How to Set a Swoon-Worthy Holiday Table

The Savory Grape's Jessica Granatiero helps us set three distinct scenes for your guests.

tablescapes

Photography by Angel Tucker

Tipples and Trends

The past three to five years have marked proliferating interest in craft beers and other spirits. Wine tastings have long been the dinner party standard, and while still popular, Granatiero says grapes are increasingly swapped for grains. “We’re seeing a movement toward alternative spirit tastings, such as bourbon and whiskey,” she says. “It’s something different and slightly more male-centric.” Take the concept full circle by substituting ho-hum place cards with engraved pints of the evening’s choice spirit. The bottles can either be incorporated into the evening’s tasting or can serve as takeaways to commemorate the gathering.

Elevate a standard cocktail party by tailoring your beverage selections around a central theme. “We recently helped a client select California wines that she served with similar varietals from France,” says Granatiero. “The evening was lively with guests tasting through all of them and debating which was better.” If “local” is your preferred theme, you’re in luck: “This area, not just Rhode Island but New England as a whole, is a hotbed for local spirits and beers,” she says.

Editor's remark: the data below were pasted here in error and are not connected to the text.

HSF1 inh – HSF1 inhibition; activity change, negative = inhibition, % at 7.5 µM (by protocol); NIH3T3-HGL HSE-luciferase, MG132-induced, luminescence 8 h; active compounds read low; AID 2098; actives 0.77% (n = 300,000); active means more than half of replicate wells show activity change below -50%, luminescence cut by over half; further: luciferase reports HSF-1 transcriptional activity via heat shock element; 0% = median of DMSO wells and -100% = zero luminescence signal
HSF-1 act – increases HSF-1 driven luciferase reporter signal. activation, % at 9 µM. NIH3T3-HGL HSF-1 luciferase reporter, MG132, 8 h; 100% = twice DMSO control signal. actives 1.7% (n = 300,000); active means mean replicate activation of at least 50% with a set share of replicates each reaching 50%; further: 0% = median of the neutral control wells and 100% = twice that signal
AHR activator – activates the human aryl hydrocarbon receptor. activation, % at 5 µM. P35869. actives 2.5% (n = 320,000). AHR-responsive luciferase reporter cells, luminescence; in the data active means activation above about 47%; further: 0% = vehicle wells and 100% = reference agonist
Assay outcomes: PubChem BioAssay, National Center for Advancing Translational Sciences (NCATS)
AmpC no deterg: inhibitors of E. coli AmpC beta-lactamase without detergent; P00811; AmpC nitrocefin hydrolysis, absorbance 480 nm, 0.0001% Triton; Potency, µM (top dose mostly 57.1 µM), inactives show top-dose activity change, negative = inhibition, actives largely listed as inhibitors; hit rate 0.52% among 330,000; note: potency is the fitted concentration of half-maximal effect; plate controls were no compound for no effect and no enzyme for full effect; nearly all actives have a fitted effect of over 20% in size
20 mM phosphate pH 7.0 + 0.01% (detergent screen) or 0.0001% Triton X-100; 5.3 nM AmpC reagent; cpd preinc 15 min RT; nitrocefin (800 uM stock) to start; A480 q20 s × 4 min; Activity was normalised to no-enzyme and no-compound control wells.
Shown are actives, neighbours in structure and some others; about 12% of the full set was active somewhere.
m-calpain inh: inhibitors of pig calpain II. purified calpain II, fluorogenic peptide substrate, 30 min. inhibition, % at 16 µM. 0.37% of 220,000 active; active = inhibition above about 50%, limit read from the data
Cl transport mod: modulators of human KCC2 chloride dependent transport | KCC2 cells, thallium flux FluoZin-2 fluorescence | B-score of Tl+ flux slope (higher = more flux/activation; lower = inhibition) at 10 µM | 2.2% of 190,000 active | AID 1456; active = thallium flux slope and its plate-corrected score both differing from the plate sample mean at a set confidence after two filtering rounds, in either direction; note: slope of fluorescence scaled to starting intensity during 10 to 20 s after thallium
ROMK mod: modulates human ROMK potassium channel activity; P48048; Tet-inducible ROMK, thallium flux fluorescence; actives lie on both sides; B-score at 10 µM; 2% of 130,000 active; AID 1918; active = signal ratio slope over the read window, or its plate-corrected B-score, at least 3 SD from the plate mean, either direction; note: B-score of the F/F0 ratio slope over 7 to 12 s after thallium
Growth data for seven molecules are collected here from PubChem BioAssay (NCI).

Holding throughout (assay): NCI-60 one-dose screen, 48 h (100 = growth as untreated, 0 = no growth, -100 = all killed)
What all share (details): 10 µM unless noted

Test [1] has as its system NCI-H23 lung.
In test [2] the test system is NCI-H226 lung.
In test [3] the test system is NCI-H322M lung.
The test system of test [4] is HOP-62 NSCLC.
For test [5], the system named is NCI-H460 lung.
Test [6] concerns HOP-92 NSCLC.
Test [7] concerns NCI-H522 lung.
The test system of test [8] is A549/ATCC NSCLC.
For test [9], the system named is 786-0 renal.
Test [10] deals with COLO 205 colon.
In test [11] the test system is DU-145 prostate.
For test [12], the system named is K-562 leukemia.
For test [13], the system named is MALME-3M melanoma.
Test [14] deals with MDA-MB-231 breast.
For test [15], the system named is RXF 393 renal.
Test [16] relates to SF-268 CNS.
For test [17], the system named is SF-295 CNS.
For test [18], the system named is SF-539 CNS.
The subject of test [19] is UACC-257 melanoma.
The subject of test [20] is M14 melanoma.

Expand your DIY horizons. “Because tending bar is typically the last thing you have time to do when hosting a dinner party, set out a fully stocked bar cart or counter, and dress it up with festive holiday accessories,” Granatiero says. Load the DIY beverage station with the necessities — a jigger, shaker, strainer, bottle opener, corkscrew, chilled whiskey stones and ice bucket with tongs — and enjoy the role of mingling host rather than bartender. Include cocktail napkins with cheeky phrases and wine glass charms for whimsy. Engraved glasses or an elegant decanter will add the just-right finishing touch.

Reimagine the dinner at your dinner party. “We’re not seeing these big gargantuan dinners anymore,” says Granatiero. “Instead of a salad, a big appetizer and a big meal, hosts are serving small bites, more like tasting food.”

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